Photos of Language Learning Notebooks!
Hi, it's me, again...
Yesterday I started learning Portuguese and the first what I learned was the alphabet and pronunciation. I have only written the vowels (open, closed and nasal) in my notebook. (I don't have the best handwriting of the world I know...) , but I don't want my notebook to become messy without any logic and where I can't navigate myself like in my French notebook: Because what you just saw, isn't called a notebook... It's called pure HORROR and I hope no-one will ever have it...
So that's the reason why I need photos of YOUR notebooks so I get inspired by you :) So please send me your photos! You would help me a lot with it!
Tips are welcome too:)
(maybe you'll get a lingot in exchange for them...)
Mine is pretty simple. Each lesson has the vocabulary in the top 7 lines (room to add more during the lesson) of the page, and underneath the vocabulary are all the questions in the target language with translation. Each lesson usually only takes up one side of one page, except for the Gaeilge (Irish) because of the verbs having a ton of conjugation. But it is pretty simple.
I have a divider in the notebook for all the notes that come with each lesson (if there are any). I keep it pretty organized and always up to date (well, except for the notes, because I was halfway through several languages when I realized there were notes under the lessons. LOL
And more dividers for any info I get from other apps or videos and programs I learn from.
I admire everyone’s organizational skills. Jules, I like your colour coding system. Colour really helps me remember and learn things. (I wish there was option in tiny cards to coulour code text). I am so disorganized, I don’t keep notebooks. Sometimes I write things in random scraps of paper (usually if I need to cheat on an audio exercise in Irish) and then lose it. I have a very small notebook which I use to write down expressions that I come across in french or hungarian that I want to look up later (so that I won’t have to interrupt my reading for every word) but usually I just use whatever piece of paper is handy and lose forget about it after I have looked it up.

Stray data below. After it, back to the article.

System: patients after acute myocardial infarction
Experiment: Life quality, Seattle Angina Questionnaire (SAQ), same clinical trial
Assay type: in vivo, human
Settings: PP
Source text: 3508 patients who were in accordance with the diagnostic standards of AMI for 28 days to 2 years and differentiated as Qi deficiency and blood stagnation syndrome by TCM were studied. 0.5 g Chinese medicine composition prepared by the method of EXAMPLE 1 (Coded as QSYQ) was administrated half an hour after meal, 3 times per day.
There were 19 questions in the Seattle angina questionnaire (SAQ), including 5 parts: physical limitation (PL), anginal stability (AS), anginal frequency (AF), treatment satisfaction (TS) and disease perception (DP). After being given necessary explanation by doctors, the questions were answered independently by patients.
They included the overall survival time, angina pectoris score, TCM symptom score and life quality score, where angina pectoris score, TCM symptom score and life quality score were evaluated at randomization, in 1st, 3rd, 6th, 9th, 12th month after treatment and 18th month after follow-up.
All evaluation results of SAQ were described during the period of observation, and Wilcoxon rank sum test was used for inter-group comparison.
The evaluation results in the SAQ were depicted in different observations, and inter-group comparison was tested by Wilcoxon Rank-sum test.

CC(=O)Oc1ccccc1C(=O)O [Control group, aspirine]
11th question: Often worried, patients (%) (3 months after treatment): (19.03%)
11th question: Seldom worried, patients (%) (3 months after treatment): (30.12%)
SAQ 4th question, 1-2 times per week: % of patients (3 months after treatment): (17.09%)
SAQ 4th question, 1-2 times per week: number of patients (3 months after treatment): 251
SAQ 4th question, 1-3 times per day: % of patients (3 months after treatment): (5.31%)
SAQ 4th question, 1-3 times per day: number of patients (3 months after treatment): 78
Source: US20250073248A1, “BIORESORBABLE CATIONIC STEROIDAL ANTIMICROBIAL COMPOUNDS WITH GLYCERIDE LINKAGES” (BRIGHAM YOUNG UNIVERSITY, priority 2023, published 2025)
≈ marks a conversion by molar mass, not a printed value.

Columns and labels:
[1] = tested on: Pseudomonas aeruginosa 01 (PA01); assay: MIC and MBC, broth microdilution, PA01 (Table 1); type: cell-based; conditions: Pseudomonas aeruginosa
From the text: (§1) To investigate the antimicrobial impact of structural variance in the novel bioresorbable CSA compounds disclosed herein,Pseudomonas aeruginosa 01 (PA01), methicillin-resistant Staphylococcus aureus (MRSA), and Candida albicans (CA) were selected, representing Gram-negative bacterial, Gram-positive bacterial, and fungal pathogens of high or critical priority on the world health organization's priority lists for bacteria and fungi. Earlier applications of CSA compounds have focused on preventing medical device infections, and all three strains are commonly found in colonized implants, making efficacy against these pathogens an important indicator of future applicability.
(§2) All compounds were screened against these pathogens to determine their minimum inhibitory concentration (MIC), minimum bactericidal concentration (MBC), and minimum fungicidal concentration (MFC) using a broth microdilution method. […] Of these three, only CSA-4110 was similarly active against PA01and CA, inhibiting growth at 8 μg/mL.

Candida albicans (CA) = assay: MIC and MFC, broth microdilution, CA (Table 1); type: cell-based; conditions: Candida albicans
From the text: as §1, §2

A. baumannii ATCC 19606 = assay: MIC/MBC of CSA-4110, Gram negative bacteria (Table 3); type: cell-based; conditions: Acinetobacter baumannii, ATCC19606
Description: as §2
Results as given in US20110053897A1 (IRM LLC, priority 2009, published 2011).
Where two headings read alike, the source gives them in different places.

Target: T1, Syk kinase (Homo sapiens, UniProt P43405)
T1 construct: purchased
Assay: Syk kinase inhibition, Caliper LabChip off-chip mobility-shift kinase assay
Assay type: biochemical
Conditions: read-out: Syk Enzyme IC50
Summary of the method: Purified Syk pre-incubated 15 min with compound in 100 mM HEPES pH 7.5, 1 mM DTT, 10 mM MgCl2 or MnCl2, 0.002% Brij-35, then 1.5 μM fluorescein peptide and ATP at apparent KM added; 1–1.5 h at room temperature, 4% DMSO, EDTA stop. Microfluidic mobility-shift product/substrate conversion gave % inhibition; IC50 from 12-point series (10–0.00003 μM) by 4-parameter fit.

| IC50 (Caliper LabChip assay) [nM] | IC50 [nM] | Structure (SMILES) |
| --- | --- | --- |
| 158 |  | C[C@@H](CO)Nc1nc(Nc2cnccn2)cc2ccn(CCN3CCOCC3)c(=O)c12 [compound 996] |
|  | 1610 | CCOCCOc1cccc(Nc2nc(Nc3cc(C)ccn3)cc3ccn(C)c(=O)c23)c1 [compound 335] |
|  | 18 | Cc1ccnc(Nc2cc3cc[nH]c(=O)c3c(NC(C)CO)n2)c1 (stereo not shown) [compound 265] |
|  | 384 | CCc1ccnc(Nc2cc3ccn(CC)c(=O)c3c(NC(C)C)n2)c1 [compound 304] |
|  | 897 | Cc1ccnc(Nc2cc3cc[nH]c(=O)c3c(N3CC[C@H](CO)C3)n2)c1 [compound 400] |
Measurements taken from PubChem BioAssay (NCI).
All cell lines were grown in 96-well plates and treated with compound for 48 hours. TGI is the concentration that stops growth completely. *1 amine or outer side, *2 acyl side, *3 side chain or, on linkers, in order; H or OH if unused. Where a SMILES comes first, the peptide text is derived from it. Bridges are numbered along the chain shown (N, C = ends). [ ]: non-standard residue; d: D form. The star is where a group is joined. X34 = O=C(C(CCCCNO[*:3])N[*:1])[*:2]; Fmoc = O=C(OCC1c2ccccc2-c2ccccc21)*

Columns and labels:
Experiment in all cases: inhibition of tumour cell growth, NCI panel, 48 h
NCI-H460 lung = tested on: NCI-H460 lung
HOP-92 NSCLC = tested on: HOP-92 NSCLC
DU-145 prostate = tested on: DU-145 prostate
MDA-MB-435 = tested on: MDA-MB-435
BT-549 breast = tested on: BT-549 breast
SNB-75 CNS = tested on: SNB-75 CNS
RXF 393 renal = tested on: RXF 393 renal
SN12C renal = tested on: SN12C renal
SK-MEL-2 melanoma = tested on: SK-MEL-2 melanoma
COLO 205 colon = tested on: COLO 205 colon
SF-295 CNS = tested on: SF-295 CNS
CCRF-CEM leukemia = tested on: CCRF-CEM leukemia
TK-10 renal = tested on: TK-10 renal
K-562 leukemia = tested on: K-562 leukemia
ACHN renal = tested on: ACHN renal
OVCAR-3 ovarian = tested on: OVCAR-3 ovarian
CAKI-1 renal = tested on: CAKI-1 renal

Oh, this isn’t a pen and paper notebook, but a duolingo tip, I have created a school (for one person, me) and opened a classroom for each language I am studying. I was surprised that I could just create a school for myself. (I am not a teacher) In each classroom/ language I can go to the curriculum and see all the tips and notes for every lesson in one place, no matter where I am in the course. I do all the lessons/practice regularly on the browser or app and can refer to the school anytime for reference. This handy tip was actually suggested in the intro tips and notes in french, and I find it so convenient. Now when I use duolingo online I always have one window open to my ‘school’ and one to the lesson, so I can conveniently reference the tips and notes any time, I can also reference the tips and notes easily if I just want to look something up. I highly recommend this system. (Because I am too lazy to write things down) oh, and just for fun I have named my classrooms Spells, Potions, Herbology and Divination.